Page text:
stop the leak by cleaning the disc assembly
                             and faucet body and installing a new set of
                             seals. If that doesn't work, the entire disc unit
                             must be replaced. This will renew all moving
                             parts.

                         •   Replacing the unit is fairly simple. Place the
                             three O-rings into their recesses in the
                             bottom of the disc unit. Then install the unit
                             and tighten the screws. Finally, replace the
                             handle–and you're done!




STEP 7                 BALL-TYPE SINGLE-LEVER
                       FAUCETS

                        •   The single-handle faucet with a ball inside to
                            control both hot and cold water may either
                            leak at the spigot or at the handle. A handle
                            leak is usually caused by improper adjusting-
                            ring tension. Simply adjust the tension to
                            stop the leak. Leaks at the handle can also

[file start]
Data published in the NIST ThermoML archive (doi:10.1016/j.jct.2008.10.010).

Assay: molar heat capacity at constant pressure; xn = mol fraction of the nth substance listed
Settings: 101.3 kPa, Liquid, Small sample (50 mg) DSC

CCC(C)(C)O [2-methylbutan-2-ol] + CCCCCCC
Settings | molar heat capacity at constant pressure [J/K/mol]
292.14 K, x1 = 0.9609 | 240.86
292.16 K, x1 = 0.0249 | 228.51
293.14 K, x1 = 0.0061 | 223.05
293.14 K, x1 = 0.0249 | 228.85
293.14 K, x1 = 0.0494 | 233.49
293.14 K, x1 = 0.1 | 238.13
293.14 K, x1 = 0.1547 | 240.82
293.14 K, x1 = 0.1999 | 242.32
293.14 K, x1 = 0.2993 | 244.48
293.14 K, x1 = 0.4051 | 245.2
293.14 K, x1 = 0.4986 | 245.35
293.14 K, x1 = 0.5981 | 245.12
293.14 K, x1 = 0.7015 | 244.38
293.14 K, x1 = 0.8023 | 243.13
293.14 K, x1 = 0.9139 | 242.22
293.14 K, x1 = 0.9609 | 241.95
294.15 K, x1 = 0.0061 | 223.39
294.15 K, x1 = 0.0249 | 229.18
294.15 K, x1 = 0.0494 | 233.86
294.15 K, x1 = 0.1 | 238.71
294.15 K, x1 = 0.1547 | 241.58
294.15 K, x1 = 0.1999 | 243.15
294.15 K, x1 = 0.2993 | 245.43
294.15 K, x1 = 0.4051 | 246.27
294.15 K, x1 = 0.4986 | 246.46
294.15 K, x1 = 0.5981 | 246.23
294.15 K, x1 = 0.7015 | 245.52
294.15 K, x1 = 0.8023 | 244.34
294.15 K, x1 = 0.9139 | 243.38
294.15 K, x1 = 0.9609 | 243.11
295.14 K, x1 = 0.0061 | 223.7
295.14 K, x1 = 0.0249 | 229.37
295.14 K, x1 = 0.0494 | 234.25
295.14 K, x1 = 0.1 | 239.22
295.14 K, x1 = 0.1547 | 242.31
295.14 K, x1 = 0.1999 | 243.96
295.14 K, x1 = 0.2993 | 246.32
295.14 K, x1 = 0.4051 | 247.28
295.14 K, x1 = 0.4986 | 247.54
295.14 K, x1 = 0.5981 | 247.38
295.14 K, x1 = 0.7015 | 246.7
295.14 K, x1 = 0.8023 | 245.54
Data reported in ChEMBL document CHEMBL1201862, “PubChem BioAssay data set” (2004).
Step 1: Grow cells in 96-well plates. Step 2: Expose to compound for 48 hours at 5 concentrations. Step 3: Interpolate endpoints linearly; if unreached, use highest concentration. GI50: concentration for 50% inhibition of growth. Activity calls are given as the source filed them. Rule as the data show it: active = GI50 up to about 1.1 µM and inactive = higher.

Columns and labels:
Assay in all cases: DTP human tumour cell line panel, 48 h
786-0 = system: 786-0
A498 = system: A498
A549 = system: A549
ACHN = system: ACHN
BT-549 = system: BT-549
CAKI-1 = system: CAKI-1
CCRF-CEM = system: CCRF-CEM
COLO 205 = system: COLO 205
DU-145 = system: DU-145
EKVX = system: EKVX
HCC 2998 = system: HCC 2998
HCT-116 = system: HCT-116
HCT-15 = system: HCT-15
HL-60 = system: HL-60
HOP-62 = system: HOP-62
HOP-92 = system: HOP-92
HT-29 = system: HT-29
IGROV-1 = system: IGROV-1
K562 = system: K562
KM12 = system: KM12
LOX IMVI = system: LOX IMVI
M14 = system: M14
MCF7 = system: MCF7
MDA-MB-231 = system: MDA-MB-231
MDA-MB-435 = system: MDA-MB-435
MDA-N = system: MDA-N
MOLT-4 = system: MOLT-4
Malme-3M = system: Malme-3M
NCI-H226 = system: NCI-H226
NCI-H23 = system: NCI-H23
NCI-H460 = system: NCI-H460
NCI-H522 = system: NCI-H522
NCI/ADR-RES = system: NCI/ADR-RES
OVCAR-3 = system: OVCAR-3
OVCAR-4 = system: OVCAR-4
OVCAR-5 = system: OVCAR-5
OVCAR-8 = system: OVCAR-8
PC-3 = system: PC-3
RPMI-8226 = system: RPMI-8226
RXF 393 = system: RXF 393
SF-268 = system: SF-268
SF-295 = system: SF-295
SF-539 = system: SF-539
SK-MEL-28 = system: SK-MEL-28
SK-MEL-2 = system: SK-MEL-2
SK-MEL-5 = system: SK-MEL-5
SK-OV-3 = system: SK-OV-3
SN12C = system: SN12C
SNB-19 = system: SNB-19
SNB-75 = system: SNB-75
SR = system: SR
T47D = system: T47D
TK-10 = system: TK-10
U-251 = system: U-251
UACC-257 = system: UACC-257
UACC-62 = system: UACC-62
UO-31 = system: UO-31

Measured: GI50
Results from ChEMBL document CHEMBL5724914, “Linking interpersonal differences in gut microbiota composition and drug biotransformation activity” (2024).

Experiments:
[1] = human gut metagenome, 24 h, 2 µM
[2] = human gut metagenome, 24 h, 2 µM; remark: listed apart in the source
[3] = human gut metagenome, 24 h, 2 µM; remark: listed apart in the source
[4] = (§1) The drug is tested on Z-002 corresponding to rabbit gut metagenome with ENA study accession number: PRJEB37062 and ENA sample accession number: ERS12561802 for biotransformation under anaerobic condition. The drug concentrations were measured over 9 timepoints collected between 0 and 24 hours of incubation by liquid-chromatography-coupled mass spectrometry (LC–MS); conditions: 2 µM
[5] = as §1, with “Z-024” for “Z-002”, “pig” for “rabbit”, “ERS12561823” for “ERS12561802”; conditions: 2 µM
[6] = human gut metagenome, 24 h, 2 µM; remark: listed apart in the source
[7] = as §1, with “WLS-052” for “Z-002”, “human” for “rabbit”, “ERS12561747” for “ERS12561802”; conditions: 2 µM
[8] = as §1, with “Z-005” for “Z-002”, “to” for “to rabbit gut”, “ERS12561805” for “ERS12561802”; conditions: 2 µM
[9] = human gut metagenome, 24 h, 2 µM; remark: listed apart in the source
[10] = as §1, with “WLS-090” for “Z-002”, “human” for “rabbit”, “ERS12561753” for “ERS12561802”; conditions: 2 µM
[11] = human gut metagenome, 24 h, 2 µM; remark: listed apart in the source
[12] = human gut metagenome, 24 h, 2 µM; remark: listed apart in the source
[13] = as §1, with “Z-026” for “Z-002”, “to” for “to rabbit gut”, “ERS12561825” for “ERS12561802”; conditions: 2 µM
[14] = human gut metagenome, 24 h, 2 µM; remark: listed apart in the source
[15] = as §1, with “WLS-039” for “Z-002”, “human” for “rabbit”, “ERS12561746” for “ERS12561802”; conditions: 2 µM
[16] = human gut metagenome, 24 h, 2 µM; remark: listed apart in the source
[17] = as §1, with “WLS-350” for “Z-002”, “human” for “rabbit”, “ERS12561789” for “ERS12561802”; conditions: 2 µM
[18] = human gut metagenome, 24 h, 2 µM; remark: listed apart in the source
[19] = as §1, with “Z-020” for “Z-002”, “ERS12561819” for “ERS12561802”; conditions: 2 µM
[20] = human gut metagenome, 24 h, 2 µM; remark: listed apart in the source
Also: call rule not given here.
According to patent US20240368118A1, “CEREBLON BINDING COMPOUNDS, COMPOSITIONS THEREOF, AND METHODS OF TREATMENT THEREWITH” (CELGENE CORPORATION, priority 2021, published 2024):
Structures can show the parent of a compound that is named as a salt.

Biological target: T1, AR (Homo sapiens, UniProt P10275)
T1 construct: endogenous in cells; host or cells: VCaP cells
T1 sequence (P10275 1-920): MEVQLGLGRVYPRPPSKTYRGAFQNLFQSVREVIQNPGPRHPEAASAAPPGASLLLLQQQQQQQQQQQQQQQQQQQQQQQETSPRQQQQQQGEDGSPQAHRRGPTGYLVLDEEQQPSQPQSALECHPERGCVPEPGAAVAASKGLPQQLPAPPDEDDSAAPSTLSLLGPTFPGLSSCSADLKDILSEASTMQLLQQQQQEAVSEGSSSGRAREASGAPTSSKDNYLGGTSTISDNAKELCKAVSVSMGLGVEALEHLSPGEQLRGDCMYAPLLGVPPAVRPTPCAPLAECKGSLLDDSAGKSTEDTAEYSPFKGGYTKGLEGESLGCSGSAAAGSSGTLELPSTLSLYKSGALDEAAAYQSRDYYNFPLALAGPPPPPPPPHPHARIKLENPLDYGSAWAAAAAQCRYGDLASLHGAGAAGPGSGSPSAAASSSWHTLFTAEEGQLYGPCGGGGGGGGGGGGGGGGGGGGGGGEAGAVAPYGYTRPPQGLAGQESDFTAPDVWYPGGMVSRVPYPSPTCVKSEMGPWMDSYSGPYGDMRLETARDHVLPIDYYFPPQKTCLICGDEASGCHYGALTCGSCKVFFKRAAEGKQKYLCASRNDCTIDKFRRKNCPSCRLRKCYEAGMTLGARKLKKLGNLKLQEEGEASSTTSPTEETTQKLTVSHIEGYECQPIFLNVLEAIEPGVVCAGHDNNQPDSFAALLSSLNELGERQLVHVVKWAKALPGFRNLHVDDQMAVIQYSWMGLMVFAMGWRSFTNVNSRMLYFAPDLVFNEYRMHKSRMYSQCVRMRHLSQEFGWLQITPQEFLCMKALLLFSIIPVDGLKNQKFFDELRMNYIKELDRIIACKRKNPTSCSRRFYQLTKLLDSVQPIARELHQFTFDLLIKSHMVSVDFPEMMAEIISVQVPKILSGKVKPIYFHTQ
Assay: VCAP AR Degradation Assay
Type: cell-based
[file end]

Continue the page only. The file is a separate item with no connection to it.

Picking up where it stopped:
result from a worn cam gasket. Dripping from
                            the spigot is usually caused by worn spring-
                            loaded, soft rubber seat assemblies.

                        •   Parts for ball-type faucets are available in
                            kits. Get the spring/seats kit for spigot leaks,
FIG. 5 - Ball faucet
                            or the complete kit for handle leaks. It may
                            be advisable to use the complete kit to
                            replace all working parts of the faucet at the
                            same time. In any case, you'll need a kit
                            containing the spanner/hex wrench for
                            removing the handle (hex end) and turning
                            the adjusting ring (spanner end).